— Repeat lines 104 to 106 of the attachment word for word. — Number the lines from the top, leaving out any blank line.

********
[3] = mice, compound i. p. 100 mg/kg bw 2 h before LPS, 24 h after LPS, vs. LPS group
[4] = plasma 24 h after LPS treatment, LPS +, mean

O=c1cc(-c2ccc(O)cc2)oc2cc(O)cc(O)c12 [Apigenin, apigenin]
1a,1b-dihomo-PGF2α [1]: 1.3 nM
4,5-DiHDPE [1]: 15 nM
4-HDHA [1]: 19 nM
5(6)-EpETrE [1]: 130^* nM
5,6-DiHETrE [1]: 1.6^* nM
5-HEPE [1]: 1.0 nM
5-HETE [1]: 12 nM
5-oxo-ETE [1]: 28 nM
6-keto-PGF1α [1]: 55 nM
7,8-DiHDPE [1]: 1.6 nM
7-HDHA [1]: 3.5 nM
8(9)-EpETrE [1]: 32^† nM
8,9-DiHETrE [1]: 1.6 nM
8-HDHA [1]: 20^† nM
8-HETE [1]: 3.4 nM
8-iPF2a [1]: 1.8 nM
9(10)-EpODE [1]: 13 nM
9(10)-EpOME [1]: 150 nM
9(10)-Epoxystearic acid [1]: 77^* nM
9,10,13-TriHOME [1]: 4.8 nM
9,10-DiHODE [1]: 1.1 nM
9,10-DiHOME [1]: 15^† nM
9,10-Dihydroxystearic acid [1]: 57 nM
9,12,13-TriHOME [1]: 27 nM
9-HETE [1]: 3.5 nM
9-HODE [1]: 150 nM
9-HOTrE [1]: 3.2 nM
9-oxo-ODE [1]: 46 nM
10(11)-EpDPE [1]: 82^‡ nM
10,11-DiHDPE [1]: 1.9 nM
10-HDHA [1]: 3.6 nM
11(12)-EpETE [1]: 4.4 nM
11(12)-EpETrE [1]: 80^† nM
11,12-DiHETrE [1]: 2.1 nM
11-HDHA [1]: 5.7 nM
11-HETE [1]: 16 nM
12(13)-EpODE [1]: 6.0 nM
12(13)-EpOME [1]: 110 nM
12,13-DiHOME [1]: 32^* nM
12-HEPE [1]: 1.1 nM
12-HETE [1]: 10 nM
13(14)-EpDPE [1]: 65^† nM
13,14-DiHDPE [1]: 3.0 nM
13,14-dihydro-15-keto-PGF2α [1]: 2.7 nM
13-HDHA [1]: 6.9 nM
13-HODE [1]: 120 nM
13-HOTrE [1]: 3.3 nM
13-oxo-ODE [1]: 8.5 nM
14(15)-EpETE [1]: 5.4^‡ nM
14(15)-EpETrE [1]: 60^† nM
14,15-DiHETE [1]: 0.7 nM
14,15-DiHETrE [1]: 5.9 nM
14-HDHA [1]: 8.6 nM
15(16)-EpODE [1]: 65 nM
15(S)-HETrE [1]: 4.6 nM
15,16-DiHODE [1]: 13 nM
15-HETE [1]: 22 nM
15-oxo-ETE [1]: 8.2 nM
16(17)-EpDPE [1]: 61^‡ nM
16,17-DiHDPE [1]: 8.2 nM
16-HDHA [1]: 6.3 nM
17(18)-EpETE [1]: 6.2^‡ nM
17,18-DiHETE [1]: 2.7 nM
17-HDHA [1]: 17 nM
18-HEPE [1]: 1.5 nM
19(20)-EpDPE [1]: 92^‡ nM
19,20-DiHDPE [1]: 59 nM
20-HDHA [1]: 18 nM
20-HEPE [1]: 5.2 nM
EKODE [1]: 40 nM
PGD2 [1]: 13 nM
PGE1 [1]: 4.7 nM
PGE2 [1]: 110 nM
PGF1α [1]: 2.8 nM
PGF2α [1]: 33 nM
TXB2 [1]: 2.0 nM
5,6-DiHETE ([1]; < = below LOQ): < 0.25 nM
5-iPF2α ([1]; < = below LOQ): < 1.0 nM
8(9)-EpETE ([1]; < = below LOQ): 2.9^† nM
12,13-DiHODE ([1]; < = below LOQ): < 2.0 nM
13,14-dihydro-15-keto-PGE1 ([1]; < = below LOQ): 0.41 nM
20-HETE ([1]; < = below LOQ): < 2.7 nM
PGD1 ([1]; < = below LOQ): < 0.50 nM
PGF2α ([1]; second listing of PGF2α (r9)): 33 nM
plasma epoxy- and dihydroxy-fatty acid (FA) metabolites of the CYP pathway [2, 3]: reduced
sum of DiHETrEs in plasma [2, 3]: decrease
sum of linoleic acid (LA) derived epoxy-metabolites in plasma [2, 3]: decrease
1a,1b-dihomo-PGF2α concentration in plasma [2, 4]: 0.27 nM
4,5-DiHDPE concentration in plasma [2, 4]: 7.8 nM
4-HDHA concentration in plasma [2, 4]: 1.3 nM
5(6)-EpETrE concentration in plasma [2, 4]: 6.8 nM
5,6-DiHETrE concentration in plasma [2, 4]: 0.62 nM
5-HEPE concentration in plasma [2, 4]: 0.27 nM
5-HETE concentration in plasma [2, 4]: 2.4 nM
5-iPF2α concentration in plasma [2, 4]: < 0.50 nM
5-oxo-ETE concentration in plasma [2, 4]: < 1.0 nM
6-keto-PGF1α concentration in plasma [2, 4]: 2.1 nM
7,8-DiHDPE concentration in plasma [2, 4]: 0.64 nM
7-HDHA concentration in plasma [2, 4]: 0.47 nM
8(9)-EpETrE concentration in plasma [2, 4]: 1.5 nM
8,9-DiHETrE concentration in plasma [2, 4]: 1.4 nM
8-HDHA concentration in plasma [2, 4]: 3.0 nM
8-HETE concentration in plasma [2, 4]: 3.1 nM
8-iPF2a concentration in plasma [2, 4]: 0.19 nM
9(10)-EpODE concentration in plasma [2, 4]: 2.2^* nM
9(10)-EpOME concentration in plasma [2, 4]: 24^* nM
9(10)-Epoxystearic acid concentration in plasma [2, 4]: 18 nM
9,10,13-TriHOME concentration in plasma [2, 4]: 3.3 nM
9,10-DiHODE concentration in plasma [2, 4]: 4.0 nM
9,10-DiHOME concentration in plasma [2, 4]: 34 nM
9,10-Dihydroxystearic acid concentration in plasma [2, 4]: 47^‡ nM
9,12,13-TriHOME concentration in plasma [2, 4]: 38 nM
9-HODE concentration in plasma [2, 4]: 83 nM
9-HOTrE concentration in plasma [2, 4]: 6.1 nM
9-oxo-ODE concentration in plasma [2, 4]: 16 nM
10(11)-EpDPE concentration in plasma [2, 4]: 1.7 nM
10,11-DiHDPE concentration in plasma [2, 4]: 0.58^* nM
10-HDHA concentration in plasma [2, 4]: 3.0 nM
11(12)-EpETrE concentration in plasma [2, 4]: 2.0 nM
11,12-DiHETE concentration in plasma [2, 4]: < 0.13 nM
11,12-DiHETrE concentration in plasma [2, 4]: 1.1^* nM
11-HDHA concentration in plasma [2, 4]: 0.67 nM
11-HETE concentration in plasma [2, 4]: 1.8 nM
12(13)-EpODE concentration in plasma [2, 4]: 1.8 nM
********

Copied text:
8,9-DiHETrE concentration in plasma [2, 4]: 1.4 nM
8-HDHA concentration in plasma [2, 4]: 3.0 nM
8-HETE concentration in plasma [2, 4]: 3.1 nM